Skip to main content

Looking after number one

Falstaff is usually seen as primarily a comic creation, but as Heather Neill finds out, a new production looks beyond this

Henry IV Parts 1 and 2

Olivier In rep until July 2. Tel: 020 7452 3000 for tickets

Falstaff is the great comic creation who has a leading role in both plays.

Hytner is vociferous in his condemnation of "150 years of sentimentality" in the character's treatment by academics, reaching an "absurd zenith" in the work of Harold Bloom. "The ludicrous sentimentality overlooks what Falstaff does. Forget for the moment what good company he is, how gloriously witty. Does he ever do anything for anybody? No: he is out only for himself. Look at his behaviour at Shrewsbury (the battle in Part1). Of course, he is brilliant, inventive and subversive there, but he betrays Hal twice, first by refusing to lend him his sword, then by undermining the importance of the killing of Hotspur. As the prince says, this is not a time to jest.

"Every single reference to the time when Hal will be king is in relation to making Falstaff richer, his life more pleasant. It's not about Hal. The new king's rejection ("I know thee not...") is brutal, horrendous, but Falstaff's betrayal of Hal is as grievous as Hal's betrayal of him." Hytner does not intend, however, to down-play the attractiveness of Falstaff (played by Michael Gambon), but to make clear the inadequacy of looking only at his wit. "It's as if Shakespeare set himself an apparently impossible challenge: how to make irresistibly likeable for three hours a character who is consistently unforgivable."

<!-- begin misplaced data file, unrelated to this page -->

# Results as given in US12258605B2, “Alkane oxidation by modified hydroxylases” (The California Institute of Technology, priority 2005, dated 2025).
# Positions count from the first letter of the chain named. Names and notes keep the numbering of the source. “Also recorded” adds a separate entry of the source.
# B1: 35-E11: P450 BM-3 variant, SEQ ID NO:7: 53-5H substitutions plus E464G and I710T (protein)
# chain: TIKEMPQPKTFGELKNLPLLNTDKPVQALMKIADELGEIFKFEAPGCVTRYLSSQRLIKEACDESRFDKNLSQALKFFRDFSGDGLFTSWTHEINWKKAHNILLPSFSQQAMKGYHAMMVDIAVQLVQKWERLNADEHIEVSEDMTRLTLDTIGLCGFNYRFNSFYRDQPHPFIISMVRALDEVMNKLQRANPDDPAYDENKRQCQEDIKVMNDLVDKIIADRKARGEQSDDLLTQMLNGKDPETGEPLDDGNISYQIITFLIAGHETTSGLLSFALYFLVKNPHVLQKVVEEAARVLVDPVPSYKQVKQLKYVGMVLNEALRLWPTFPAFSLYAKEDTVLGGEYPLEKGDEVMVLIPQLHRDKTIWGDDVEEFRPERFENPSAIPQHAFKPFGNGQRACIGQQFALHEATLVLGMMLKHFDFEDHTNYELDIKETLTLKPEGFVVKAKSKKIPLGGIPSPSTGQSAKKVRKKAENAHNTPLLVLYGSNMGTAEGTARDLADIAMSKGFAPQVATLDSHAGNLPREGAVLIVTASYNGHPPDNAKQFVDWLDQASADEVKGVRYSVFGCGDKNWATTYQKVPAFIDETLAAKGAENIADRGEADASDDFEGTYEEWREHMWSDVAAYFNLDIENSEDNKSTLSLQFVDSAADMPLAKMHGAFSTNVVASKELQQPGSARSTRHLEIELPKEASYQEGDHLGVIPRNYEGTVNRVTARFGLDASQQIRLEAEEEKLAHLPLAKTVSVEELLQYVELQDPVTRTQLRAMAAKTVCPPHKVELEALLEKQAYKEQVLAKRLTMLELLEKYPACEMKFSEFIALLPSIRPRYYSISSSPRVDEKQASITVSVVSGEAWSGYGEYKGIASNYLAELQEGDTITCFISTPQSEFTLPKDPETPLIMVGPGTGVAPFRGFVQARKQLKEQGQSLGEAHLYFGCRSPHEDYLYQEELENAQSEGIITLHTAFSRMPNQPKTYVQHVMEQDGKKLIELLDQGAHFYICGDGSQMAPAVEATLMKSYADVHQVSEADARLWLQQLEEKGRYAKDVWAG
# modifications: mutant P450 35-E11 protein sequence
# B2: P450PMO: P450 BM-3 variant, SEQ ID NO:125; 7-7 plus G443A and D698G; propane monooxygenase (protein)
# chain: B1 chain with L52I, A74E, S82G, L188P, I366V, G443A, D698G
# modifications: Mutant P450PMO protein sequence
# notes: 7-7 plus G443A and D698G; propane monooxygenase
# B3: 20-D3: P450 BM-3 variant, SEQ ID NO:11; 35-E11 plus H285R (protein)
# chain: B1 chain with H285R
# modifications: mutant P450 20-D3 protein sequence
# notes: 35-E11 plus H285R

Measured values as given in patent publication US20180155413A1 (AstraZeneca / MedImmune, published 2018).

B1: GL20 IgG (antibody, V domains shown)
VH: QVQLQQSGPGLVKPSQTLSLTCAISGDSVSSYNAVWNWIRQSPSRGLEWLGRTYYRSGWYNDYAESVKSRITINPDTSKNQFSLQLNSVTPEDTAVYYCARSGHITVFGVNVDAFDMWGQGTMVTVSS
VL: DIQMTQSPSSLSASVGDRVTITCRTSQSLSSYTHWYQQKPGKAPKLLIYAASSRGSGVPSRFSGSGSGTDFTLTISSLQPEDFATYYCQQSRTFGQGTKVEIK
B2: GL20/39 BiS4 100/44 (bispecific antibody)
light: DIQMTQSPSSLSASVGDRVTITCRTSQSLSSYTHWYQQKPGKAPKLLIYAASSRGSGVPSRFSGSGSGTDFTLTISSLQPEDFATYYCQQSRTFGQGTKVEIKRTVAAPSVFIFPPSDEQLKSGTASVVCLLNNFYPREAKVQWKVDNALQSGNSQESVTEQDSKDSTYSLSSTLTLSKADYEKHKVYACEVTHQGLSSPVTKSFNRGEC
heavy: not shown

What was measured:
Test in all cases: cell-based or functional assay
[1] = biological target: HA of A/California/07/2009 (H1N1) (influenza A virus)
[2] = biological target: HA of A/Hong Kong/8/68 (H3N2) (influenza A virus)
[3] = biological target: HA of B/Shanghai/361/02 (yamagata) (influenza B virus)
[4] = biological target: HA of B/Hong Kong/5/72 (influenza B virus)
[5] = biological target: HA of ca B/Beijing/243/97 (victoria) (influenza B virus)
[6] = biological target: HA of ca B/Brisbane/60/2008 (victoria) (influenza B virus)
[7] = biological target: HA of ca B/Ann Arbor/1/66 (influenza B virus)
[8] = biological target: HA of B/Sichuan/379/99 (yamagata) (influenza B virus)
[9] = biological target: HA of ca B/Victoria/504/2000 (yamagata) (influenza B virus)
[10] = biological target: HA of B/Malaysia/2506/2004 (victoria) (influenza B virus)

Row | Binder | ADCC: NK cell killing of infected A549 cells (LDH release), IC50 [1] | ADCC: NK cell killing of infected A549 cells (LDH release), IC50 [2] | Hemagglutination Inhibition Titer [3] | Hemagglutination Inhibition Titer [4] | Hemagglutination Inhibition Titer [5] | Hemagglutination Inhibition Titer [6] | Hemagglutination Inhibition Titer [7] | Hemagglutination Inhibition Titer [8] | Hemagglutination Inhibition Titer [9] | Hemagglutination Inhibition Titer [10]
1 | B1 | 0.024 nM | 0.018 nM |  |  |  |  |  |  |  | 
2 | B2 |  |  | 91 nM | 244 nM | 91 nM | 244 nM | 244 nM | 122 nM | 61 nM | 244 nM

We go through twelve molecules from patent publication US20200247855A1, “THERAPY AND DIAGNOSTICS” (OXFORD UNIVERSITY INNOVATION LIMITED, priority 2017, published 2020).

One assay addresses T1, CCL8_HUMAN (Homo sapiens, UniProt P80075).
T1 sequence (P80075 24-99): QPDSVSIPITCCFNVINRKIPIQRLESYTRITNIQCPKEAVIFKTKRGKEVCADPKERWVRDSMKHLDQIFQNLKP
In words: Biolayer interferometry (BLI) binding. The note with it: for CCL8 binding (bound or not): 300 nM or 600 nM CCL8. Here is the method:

Death, desease and old age are constant themes of the play. "The dying king, Henry IV, is aware of the impossibility of the success of his political ambition and he hopes for better under his son who is not tainted, as he himself is, with the sin of regicide". He fears that Hal will not be up to the job, but at least, as Hytner says, "by the time his father dies the prince has the best legitimate claim to the throne". The two are reconciled just before the king's death. This play features a wonderful variety of people in English society - and, despite the medieval setting, Shakespeare is writing about his own time - from the Court to the poor souls recruited by Falstaff via the comfortable Warwickshire justices, Shallow and Silence.

"There is no denying that Shakespeare was conservative ideologically, petrified of disorder and therefore alarmed by threats to authority."

Nevertheless, Hytner says he was artistically sceptical of the exercise of power without restraint. "Look at the people with comedy names. They all have tremendous dignity. You feel that this is a writer who understands and has empathy for those made vulnerable by the exercise of authority. But he never suggests there is a viable political alternative".

Log in or register for FREE to continue reading.

It only takes a moment and you'll get access to more news, plus courses, jobs and teaching resources tailored to you